Africa’s natural resources are at the heart of a debate about how to balance economic growth and combat global warming.
At the COP27 negotiations currently taking place in Egypt, known by some as the “African COP”, the continent’s leaders are seeking support and funding to exploit Africa’s vast gas reserves, insisting that gas is less polluting than alternative fossil fuels such as coal and oil. This argument has already been endorsed by the European Union.
African leaders argue that their countries must tap into their reserves to help generate electricity and provide it to the millions of people who do not have access to the grid. They also want to increase exports to Europe, where many countries are looking for an alternative to Russian gas.
They argue that Western countries have taken advantage of dirtier fossil fuels and therefore Africa should not be prevented from taking advantage of its cleaner natural gas to raise living standards on the continent.
But climate campaigners and delegates from low-lying islands have said this will lock Africa into the use of fossil fuels for many years and make the crucial goal of slowing global temperature rise more difficult.
They say the continent should embrace renewable energy instead, pointing out that Africa has 60% of the world’s solar power capacity but only 1% of global installed solar capacity on the continent. department.
“Fossil fuels must be phased out; they must be kept in the ground. Africa’s backyard will not become Europe’s front court,” Greenpeace Africa said in a statement.
Its spokesperson Mbong Tsafack said the push by African delegations for support and funding to exploit their gas reserves occurred mainly on the sidelines of the COP27 talks.
“The deals that are being negotiated are generally with companies from the global north,” he told the BBC.
African officials, however, insist that they have the right to exploit their resources and say that their COP27 negotiators have been given the authority to reject any agreement that forces them to decarbonize if it would hinder the development of the -department at risk in the future.
Any deal at COP27 should reflect the right of African countries to use their natural gas reserves, Reuters quoted African Development Bank president Akinwumi Adesina as saying.
The 2015 Paris climate agreement established the goal of limiting the rise in global temperatures above pre-industrial levels to well below 2C and aiming for 1.5C to avoid dangerous climate change.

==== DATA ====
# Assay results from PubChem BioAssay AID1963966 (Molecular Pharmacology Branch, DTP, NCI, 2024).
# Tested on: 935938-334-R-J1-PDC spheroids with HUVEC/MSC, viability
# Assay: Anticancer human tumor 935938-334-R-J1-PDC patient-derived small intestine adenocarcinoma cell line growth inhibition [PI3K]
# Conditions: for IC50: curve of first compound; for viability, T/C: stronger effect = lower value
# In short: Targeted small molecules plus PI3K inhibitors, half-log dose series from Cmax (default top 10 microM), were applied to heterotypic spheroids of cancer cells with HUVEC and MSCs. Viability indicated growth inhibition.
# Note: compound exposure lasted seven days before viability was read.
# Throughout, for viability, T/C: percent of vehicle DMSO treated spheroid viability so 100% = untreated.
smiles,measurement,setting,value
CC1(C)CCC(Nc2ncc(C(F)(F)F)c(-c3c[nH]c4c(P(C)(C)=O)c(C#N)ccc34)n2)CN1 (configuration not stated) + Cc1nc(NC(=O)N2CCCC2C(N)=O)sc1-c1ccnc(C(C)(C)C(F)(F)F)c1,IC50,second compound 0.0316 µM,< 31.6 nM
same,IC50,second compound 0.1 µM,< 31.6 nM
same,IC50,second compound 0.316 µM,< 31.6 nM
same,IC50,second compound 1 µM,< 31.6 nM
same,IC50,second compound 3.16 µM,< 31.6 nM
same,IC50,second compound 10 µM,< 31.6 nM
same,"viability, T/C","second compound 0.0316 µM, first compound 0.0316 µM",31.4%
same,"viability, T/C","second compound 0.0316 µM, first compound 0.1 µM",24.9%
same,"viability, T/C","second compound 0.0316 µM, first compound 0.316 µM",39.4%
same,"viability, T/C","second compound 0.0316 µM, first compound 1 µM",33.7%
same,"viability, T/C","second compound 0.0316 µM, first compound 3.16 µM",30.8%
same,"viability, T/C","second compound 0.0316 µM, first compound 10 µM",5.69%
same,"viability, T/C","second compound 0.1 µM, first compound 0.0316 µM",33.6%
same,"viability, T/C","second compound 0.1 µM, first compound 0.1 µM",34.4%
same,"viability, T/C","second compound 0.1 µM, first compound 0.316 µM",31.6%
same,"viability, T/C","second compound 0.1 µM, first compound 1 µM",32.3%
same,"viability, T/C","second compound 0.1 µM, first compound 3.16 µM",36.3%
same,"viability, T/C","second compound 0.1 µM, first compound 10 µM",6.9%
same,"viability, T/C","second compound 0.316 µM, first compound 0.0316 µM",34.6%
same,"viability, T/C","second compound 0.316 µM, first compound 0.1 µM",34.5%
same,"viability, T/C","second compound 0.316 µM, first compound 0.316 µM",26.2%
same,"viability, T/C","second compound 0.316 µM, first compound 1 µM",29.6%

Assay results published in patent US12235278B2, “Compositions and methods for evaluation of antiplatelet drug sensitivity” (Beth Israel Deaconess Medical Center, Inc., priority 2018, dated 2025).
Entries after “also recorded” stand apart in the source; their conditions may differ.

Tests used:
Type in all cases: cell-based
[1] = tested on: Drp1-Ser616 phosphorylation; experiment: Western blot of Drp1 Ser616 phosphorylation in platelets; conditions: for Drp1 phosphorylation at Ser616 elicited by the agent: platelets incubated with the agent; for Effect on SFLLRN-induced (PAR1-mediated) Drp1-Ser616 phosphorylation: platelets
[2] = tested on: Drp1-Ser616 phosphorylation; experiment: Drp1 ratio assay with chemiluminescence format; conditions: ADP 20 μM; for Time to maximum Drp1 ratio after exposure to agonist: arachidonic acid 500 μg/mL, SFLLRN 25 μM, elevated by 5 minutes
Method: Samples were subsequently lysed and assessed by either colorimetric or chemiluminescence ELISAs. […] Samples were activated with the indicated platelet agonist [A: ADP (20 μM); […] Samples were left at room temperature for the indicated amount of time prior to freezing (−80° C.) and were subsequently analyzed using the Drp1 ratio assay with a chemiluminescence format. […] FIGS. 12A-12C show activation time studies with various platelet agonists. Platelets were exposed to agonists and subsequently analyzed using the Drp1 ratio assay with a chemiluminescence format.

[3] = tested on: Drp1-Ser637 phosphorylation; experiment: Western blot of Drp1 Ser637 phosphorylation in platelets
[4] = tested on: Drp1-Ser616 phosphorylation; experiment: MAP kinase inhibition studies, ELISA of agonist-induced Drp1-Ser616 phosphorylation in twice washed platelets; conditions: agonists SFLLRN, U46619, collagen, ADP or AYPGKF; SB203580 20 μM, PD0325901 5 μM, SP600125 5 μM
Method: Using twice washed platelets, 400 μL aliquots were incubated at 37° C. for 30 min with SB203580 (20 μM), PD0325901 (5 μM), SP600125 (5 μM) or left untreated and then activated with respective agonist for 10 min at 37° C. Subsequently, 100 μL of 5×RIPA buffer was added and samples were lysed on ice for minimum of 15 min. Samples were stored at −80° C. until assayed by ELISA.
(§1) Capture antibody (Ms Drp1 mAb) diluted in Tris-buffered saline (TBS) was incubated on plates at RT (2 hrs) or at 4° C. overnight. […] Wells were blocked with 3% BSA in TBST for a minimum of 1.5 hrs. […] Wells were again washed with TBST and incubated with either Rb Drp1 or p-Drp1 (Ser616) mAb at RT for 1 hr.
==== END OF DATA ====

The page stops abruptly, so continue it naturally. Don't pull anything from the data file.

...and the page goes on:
The world has already warmed by 1.1C and the impacts of climate change – many of which are being felt in Africa – are accelerating and becoming more frequent.
This is why campaigners like Mohamed Adow of Power Shift Africa do not want to open new gas fields in Africa. He blames “a powerful cabal of fossil fuel companies” along with “African Stories” for the attempt to exploit gas.
“This would obviously be a disaster for the planet, but also for Africans, who are some of the most affected victims of climate change.”
Negotiators for some African governments say they are very aware of the needs of their people.
“The priority of African states now is to reduce poverty and not to save the planet,” said Tosi Mpanu Mpanu, the chief negotiator of the Democratic Republic of Congo.
“When only 10% of our population has access to electricity what energy transfer [to clean energy] do you expect them to?
“First we need to make electricity accessible to 90-100% of our people, then we can think about energy efficiency, green energy and make the transition to renewable energy.”
Another senior negotiator in Africa, who did not want to be named, said that no country in the world would leave their energy resources unused.
“Even developed countries are returning to fossil fuels and if they criticize us, that’s a double standard.”
More than 5,000 billion cubic meters of natural gas resources have been discovered so far in Africa, according to the International Energy Agency (IEA).
Sixteen African countries have significant gas reserves, with four of them – Algeria, Angola, Nigeria and Mozambique – holding 60% of the total.
“With the European Union aiming to stop Russian gas imports towards 2030, Africa could in principle supply an additional 30 billion cubic meters in 2030,” says the IEA’s Africa Energy Outlook 2022 report.
Mozambique exported gas to Europe for the first time this week and climate activists have accused European countries of “swapping the fossil fuel in Africa for immediate gain”.
One of the main arguments African negotiators have been pushing for climate finance to tap gas reserves is that gas is a much less polluting fossil fuel than coal and oil.
“European countries have reopened their coal-fired power plants for energy supply and coal is causing double the gas emissions,” says Mr Mpanu.
“How can you criticize Africa for exploiting gas?”
The continent currently accounts for around 4% of total global emissions.
Western countries are promoting gas as a transitional fuel for their net zero carbon emissions goals.
The European Parliament earlier this year supported a new European Union rule labeling investment in gas and nuclear power plants as climate-friendly.
However, scientists say that gas can be a major source of methane, a greenhouse gas that has 80 times more warming power than carbon dioxide, the world’s main source of emissions.
So it will be a tall order to convince delegates, especially those who call for an end to all fossil fuels, to agree to support the African gas push.
The COP27 world summit in Egypt is seen as crucial if climate change is to be brought under control. More than 200 countries are attending the summit to discuss further measures to reduce emissions and prepare for climate change, which could lead to major changes in our daily lives.